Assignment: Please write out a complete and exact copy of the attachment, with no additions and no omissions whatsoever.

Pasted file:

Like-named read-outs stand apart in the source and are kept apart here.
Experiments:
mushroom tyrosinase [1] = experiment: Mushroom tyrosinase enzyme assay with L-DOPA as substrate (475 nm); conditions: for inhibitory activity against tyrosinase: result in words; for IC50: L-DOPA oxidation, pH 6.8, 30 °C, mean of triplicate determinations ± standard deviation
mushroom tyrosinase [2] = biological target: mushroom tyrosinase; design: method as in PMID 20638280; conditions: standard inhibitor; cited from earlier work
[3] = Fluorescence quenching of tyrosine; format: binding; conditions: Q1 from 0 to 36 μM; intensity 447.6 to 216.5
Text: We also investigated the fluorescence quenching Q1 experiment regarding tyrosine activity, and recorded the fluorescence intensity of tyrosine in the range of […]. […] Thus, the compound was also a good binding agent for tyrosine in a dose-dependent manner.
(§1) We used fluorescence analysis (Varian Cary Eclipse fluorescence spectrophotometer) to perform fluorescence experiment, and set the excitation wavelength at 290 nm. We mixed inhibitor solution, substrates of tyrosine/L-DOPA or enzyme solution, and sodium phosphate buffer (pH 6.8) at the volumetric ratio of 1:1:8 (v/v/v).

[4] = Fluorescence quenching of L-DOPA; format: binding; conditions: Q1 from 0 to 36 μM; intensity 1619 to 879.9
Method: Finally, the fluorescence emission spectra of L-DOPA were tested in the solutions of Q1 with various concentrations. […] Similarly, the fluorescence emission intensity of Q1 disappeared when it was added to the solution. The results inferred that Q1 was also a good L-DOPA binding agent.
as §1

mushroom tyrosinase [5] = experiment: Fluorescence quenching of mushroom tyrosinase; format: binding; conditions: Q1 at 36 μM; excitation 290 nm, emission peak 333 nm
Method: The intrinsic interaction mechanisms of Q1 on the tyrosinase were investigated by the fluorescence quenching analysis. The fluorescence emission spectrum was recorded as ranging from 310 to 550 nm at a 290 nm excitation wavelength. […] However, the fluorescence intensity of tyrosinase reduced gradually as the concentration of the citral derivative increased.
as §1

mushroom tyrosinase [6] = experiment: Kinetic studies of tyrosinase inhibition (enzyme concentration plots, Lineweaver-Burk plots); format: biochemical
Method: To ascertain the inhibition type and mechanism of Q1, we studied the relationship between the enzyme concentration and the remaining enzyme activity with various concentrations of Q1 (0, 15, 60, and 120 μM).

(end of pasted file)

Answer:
Like-named read-outs stand apart in the source and are kept apart here.
Experiments:
mushroom tyrosinase [1] = experiment: Mushroom tyrosinase enzyme assay with L-DOPA as substrate (475 nm); conditions: for inhibitory activity against tyrosinase: result in words; for IC50: L-DOPA oxidation, pH 6.8, 30 °C, mean of triplicate determinations ± standard deviation
mushroom tyrosinase [2] = biological target: mushroom tyrosinase; design: method as in PMID 20638280; conditions: standard inhibitor; cited from earlier work
[3] = Fluorescence quenching of tyrosine; format: binding; conditions: Q1 from 0 to 36 μM; intensity 447.6 to 216.5
Text: We also investigated the fluorescence quenching Q1 experiment regarding tyrosine activity, and recorded the fluorescence intensity of tyrosine in the range of […]. […] Thus, the compound was also a good binding agent for tyrosine in a dose-dependent manner.
(§1) We used fluorescence analysis (Varian Cary Eclipse fluorescence spectrophotometer) to perform fluorescence experiment, and set the excitation wavelength at 290 nm. We mixed inhibitor solution, substrates of tyrosine/L-DOPA or enzyme solution, and sodium phosphate buffer (pH 6.8) at the volumetric ratio of 1:1:8 (v/v/v).

[4] = Fluorescence quenching of L-DOPA; format: binding; conditions: Q1 from 0 to 36 μM; intensity 1619 to 879.9
Method: Finally, the fluorescence emission spectra of L-DOPA were tested in the solutions of Q1 with various concentrations. […] Similarly, the fluorescence emission intensity of Q1 disappeared when it was added to the solution. The results inferred that Q1 was also a good L-DOPA binding agent.
as §1

mushroom tyrosinase [5] = experiment: Fluorescence quenching of mushroom tyrosinase; format: binding; conditions: Q1 at 36 μM; excitation 290 nm, emission peak 333 nm
Method: The intrinsic interaction mechanisms of Q1 on the tyrosinase were investigated by the fluorescence quenching analysis. The fluorescence emission spectrum was recorded as ranging from 310 to 550 nm at a 290 nm excitation wavelength. […] However, the fluorescence intensity of tyrosinase reduced gradually as the concentration of the citral derivative increased.
as §1

mushroom tyrosinase [6] = experiment: Kinetic studies of tyrosinase inhibition (enzyme concentration plots, Lineweaver-Burk plots); format: biochemical
Method: To ascertain the inhibition type and mechanism of Q1, we studied the relationship between the enzyme concentration and the remaining enzyme activity with various concentrations of Q1 (0, 15, 60, and 120 μM).